What is the role of surgical procedures in the etiology of venous air embolism (VAE)?

Updated: Dec 30, 2017
  • Author: Brenda L Natal, MD, MPH; Chief Editor: Erik D Schraga, MD  more...
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Answer

Surgical procedures are the primary cause of VAE. Neurosurgical procedures, especially those performed in the Fowler (sitting) position, and otolaryngologic interventions are the two most common surgeries complicated by VAE. [5]  Note the following:

  • The incidence of mild or clinically silent VAE during neurosurgical procedures has been estimated to range between 10% in cervical laminectomy surgeries where the patients are in the prone position, and 80% during posterior fossa surgeries (eg, repair of cranial synostosis) where patients are placed in the Fowler position [2, 21, 22, 23, 24]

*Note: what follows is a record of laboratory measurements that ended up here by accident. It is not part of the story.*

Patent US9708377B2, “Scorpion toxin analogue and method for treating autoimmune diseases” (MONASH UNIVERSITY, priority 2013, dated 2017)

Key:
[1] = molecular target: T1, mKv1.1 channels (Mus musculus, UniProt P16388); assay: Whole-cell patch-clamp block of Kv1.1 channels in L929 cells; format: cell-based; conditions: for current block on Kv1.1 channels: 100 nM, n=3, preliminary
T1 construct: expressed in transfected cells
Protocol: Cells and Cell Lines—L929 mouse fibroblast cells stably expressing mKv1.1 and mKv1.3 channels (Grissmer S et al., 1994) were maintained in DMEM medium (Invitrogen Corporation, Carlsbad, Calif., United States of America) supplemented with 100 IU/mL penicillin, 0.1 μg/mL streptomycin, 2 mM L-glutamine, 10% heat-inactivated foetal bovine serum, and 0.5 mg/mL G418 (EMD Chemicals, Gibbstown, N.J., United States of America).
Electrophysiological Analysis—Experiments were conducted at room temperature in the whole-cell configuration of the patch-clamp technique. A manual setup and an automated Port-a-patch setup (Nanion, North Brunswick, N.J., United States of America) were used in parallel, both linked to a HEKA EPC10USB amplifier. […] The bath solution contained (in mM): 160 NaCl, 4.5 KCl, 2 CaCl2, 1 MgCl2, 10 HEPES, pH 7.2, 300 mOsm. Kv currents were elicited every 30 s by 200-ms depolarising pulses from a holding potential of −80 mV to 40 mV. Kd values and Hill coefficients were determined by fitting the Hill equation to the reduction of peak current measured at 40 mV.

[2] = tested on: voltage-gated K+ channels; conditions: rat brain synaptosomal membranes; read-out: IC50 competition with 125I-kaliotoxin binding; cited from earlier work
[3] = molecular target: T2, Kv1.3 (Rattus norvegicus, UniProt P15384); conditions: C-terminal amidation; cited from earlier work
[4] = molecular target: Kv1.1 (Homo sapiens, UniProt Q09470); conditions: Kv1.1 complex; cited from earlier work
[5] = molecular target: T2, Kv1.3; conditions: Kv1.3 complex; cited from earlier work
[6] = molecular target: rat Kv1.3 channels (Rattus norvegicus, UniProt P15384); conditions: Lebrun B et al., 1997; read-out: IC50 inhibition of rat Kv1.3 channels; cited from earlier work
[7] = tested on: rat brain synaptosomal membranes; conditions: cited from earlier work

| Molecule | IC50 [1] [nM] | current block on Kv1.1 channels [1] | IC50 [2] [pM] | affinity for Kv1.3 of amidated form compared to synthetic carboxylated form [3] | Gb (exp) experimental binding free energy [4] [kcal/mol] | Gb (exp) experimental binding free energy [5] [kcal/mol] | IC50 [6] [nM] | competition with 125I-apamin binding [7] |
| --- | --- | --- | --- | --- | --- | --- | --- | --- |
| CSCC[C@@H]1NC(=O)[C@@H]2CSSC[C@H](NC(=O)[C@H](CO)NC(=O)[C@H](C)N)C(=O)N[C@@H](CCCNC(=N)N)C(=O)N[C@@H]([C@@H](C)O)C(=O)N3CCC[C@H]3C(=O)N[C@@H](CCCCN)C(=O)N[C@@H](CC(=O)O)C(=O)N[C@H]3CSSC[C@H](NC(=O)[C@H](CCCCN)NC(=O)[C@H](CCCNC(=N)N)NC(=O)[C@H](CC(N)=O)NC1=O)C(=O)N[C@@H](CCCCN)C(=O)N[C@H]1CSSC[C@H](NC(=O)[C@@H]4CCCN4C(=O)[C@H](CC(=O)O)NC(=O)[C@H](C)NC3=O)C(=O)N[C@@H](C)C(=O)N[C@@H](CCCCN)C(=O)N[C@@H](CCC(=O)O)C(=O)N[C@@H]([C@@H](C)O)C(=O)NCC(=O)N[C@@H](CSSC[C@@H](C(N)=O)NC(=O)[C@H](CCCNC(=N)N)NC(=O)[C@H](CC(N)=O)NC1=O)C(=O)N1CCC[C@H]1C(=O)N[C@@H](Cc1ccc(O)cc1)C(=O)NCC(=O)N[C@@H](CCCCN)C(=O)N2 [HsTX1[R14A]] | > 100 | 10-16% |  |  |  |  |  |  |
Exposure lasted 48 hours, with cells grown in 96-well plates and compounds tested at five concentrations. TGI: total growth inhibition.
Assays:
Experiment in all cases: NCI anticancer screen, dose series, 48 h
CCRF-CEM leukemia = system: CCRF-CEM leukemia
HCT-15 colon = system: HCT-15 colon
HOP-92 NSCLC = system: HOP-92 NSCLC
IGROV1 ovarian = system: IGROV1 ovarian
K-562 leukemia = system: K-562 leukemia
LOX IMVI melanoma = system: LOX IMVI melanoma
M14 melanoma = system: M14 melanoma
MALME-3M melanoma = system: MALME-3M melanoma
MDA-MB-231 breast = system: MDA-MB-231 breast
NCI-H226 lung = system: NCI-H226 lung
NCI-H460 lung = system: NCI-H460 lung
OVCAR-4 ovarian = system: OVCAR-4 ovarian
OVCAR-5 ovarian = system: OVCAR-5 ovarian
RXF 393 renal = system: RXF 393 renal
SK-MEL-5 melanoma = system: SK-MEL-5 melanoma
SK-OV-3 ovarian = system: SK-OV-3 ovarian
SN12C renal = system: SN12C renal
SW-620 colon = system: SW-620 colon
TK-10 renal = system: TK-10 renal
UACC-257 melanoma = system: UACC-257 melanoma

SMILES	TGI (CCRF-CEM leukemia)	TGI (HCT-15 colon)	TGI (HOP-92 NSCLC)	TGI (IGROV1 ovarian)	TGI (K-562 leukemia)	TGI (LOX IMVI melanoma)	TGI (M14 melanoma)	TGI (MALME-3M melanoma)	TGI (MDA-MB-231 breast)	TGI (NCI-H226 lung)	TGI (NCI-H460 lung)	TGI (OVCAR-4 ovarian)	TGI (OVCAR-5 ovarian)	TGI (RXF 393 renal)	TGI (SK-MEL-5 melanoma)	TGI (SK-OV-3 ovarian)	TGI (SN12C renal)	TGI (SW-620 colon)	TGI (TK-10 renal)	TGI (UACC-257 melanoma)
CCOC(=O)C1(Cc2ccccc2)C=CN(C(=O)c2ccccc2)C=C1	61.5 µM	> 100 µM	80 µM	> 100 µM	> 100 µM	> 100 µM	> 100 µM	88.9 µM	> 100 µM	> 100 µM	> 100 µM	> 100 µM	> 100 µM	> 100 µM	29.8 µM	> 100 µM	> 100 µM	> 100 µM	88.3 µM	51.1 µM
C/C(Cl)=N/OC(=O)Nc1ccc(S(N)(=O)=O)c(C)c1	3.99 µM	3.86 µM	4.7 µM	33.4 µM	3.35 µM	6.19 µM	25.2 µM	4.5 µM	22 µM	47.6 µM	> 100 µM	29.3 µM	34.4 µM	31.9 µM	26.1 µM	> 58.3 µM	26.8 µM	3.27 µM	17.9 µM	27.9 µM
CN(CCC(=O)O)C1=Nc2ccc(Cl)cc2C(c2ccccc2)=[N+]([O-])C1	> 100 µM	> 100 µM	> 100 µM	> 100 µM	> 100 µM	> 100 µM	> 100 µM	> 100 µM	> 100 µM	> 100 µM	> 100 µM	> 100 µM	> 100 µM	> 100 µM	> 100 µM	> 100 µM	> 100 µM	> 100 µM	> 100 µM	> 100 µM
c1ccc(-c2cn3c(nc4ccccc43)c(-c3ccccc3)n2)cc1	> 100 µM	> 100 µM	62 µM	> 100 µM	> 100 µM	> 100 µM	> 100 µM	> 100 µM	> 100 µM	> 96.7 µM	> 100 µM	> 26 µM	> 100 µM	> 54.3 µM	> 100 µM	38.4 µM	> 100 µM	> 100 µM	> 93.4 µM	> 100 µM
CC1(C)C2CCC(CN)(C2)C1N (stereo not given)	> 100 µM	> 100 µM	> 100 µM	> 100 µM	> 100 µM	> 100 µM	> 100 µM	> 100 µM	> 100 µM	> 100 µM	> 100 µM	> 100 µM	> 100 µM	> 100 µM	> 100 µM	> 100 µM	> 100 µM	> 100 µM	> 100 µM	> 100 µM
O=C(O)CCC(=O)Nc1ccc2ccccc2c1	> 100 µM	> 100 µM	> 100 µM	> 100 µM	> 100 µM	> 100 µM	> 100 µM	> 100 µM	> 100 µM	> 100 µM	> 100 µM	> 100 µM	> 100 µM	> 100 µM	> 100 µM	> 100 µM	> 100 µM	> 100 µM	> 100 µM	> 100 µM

• VAE poses a risk anytime the surgical wound is elevated more than 5 cm above the right atrium. [2] ; the presence of numerous, large, noncompressed, venous channels in the surgical field (especially during cervical procedures and craniotomies that breach the dural sinuses) also increase the risk of VAE
  • Entrainment of air/gas facilitated by the patient's intraoperative position causing VAE, may result from other surgical procedures, including craniofacial surgery, dental implant surgery, vascular procedures (eg, endarterectomies), liver transplantation, orthopedic procedures (eg, hip replacement, spine surgery, arthroscopy), lateral decubitus thoracotomy, genitourinary surgeries in the Trendelenburg position, and surgeries involving tumors/malformations with high degree of vascularity or compromised vessels, as in the context of trauma [1, 7]
  • A preliminary study by Longatti et al suggested that carbon dioxide field flooding (ie, carbox dioxide–enriched surgical microenvironment) reduces the hemodynamic effects of VAE occurring in the sitting position, which the investigators attribute to the better solubility and improved tolerance of the arterial carbon dioxide emboli compared to air emboli [25]

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